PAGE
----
Aerospace

ST launches rad-hard ICs for LEO satellites

10 March 2022
Nine devices have been launched for low earth orbit satellites with more devices to come in the coming months. Source: STMicroelectronics

European chipmaker ST Microelectronics has rolled out a series of radiation-hardened (rad-hard) power, analog and logic ICs with plastic packages for engineers to develop small, low-cost satellites in low Earth orbit (LEO).

These satellites for LEO would be used to deliver services such as Earth observation and broadband internet.

The series of devices will include a data converter, a voltage regulator, a low-voltage differential signaling (LVDS) transceiver, a line driver and five logic gates used in power generation and distribution, on-board computers, telemetry star trackers and transceivers. ST said it will roll out additional semiconductors to the series in the coming months.

“We are in a new era of space commercialization and democratization, commonly called New Space, which radically changes the economics of conceiving, building, launching, and operating satellites,” said Marcello San Biagio, general purpose and RF division general manager at ST. “These formerly low-volume, specialized space vehicles are quickly becoming commoditized for deployment in large constellations sometimes comprising several thousands of units.”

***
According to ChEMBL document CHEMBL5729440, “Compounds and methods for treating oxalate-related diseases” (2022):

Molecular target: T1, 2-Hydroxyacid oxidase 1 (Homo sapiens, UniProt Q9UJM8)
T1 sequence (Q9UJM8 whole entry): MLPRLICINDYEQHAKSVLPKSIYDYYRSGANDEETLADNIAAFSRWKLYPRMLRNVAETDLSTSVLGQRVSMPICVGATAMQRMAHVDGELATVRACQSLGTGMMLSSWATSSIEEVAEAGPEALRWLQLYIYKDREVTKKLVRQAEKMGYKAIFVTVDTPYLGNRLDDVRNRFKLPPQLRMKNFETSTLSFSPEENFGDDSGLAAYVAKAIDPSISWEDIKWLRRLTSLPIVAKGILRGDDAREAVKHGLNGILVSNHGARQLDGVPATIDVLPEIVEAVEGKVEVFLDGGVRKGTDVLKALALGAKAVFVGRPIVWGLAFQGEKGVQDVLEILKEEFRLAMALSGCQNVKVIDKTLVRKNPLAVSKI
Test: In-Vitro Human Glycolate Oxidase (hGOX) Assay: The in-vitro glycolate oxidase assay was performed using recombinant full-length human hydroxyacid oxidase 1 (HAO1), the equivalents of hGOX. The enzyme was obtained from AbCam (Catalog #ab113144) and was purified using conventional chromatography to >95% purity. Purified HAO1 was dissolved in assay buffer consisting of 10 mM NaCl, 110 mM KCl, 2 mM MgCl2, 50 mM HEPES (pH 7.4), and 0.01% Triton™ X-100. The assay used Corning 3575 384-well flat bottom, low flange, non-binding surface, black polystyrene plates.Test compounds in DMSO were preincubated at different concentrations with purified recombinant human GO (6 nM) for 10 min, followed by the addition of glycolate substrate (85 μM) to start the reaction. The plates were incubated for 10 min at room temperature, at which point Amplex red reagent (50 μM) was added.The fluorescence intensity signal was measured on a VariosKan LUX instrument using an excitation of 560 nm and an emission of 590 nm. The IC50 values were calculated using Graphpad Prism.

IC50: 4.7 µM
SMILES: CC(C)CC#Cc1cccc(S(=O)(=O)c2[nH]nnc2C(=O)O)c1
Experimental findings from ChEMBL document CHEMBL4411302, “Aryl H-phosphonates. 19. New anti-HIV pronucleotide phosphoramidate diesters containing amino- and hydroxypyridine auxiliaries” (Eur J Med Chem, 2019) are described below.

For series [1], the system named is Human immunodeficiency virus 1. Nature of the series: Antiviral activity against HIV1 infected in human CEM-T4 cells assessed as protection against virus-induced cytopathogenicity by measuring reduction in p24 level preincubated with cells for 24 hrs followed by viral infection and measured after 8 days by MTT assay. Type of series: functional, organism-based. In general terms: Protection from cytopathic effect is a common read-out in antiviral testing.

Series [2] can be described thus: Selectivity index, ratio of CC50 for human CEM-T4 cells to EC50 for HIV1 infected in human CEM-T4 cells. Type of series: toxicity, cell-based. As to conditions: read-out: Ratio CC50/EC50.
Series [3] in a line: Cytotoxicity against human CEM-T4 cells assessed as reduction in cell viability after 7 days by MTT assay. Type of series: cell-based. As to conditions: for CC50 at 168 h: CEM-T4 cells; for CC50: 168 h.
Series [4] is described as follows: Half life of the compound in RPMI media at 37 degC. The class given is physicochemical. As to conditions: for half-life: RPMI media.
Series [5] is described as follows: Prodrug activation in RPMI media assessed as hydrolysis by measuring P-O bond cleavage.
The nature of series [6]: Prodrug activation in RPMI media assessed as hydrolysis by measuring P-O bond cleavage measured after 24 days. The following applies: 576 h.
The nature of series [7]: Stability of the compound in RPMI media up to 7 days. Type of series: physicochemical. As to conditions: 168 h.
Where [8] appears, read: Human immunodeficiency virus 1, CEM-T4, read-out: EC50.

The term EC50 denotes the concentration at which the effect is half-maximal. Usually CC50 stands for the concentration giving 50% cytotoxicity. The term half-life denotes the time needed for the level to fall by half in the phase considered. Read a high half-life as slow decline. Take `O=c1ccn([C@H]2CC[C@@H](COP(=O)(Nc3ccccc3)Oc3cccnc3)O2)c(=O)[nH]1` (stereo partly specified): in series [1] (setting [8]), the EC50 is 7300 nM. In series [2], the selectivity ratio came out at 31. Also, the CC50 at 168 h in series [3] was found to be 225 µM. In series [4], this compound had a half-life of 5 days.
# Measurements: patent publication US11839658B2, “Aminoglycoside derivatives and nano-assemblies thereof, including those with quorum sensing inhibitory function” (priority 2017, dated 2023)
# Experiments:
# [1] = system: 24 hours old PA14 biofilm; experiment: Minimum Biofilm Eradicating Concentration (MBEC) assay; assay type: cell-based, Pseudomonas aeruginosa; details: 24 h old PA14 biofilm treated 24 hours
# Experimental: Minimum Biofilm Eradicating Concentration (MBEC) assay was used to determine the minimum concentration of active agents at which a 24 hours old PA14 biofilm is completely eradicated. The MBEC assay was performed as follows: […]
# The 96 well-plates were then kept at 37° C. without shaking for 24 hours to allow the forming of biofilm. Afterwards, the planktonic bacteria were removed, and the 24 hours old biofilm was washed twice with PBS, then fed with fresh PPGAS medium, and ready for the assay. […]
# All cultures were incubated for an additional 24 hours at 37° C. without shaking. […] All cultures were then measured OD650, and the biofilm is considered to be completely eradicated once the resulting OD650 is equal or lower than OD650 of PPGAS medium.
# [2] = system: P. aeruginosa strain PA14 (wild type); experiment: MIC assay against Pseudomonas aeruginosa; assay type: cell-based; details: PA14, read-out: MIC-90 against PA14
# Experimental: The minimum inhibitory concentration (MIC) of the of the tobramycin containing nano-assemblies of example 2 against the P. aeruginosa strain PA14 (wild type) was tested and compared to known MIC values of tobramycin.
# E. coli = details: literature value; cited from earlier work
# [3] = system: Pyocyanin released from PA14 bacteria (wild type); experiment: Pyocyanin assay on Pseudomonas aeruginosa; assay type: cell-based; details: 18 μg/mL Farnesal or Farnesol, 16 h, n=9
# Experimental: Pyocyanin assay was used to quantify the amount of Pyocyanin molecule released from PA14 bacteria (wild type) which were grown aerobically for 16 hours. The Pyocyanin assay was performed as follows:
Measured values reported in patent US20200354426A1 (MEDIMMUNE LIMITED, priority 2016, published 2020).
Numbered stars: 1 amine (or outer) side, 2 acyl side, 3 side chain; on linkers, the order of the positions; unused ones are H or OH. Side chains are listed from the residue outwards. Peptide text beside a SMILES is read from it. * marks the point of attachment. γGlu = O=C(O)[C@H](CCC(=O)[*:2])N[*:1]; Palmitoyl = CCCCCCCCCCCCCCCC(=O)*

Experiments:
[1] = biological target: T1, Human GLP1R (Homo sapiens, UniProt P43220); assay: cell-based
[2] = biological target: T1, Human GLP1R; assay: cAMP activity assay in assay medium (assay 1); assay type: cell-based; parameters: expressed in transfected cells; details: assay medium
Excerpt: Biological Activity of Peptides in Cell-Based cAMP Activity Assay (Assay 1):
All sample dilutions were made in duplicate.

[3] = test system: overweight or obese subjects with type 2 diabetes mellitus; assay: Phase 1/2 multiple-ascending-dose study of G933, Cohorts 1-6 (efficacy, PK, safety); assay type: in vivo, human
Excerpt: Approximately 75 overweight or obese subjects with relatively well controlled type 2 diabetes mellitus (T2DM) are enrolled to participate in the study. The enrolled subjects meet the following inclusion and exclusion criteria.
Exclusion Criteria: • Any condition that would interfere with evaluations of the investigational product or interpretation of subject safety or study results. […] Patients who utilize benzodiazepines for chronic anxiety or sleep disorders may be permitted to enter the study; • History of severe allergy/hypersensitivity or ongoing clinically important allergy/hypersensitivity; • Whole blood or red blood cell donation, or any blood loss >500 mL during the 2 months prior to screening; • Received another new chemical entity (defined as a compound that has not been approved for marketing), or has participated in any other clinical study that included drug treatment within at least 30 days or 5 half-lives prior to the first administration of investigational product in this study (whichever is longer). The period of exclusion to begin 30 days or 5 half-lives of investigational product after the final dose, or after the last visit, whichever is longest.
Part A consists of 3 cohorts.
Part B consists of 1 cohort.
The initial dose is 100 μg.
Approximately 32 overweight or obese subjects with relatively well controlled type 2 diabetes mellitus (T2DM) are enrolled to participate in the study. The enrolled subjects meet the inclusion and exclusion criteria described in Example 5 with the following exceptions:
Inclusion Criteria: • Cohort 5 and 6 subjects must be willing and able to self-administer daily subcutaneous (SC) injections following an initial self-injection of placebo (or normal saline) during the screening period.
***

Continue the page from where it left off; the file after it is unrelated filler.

What are LEO satellites?

LEO satellites are those that are in a lower orbital rotation of the Earth and because of this receive more atmospheric protection and are exposed to lower levels of radiation than traditional satellites launched into higher Geostationary Earth Orbits.

However, these satellites are designed for shorter lifetimes than traditional satellites but historically are required to have the same level of performance and quality in electronic components as these satellites. These electronic components are typically housed in hermetically sealed ceramic packages resulting in a high cost for these parts.

ST said its LEO rad-hard plastic parts are optimized for production flows and economies of scale. Also, they require no additional qualification or up-screening from their users, eliminating significant cost and risk.

The rad-hard ICs feature a total ionization dose immunity up to 50 krad(Si), high immunity to total non-ionzing dose and single event latch-up (SEL) immunity up to 62.5 MeV.cm2/mg.

To contact the author of this article, email PBrown@globalspec.com


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